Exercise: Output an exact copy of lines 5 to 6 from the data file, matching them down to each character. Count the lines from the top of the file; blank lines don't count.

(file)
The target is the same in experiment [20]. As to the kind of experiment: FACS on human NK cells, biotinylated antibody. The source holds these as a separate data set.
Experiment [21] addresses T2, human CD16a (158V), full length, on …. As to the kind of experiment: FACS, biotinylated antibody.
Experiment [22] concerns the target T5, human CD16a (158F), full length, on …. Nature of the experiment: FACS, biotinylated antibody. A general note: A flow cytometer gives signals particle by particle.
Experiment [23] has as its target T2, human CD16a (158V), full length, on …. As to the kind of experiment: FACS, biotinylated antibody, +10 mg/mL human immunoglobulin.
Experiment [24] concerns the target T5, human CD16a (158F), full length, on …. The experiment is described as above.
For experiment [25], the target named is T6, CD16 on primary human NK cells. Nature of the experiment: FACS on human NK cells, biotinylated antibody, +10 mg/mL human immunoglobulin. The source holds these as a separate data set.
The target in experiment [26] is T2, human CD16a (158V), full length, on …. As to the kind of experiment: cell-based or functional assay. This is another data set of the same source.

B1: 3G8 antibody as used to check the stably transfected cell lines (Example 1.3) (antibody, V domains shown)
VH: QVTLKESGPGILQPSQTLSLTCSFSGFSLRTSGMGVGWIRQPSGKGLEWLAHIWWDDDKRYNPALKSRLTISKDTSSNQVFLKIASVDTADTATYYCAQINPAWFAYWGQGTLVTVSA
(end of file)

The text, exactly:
Experiment [24] concerns the target T5, human CD16a (158F), full length, on …. The experiment is described as above.
For experiment [25], the target named is T6, CD16 on primary human NK cells. Nature of the experiment: FACS on human NK cells, biotinylated antibody, +10 mg/mL human immunoglobulin. The source holds these as a separate data set.